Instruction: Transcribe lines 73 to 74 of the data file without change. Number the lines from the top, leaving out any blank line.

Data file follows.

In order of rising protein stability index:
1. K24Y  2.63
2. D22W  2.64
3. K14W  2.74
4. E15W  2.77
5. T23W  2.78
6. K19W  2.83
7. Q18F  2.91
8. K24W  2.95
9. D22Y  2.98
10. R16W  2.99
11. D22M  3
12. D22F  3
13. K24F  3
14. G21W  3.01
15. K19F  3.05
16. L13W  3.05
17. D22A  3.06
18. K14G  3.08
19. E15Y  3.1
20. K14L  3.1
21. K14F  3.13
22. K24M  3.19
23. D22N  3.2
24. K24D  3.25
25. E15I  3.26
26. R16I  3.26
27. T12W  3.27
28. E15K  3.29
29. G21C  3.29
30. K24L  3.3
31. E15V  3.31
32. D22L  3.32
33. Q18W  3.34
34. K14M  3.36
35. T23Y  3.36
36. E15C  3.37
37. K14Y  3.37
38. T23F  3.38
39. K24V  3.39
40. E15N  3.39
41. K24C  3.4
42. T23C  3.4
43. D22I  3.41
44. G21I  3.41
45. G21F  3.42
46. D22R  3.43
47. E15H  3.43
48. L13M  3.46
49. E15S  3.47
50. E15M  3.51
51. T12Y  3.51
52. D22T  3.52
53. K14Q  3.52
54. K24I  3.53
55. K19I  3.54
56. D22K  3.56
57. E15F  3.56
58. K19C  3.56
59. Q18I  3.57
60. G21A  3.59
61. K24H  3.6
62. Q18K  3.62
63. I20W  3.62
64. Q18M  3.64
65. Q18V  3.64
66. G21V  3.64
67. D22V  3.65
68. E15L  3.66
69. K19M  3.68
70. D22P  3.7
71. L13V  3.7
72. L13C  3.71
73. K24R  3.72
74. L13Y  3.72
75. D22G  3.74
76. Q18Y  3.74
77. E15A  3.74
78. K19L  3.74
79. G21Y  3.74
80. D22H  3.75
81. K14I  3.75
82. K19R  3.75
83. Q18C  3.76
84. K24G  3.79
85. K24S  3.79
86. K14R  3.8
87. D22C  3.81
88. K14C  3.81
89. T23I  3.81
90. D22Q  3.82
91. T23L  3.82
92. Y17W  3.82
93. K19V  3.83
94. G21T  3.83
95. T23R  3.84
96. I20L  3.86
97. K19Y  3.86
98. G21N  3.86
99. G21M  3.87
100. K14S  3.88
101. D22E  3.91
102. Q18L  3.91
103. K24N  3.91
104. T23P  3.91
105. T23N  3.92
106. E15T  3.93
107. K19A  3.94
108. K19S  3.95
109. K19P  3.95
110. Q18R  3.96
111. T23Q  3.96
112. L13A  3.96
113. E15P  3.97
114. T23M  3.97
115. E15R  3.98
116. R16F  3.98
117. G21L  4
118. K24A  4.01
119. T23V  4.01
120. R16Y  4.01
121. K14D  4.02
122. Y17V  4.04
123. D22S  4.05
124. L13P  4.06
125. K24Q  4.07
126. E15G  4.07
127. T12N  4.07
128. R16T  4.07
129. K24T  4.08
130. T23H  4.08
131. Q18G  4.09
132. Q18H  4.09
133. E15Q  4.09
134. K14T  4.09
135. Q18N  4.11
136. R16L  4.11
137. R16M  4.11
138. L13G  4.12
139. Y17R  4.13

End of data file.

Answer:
72. L13C  3.71
73. K24R  3.72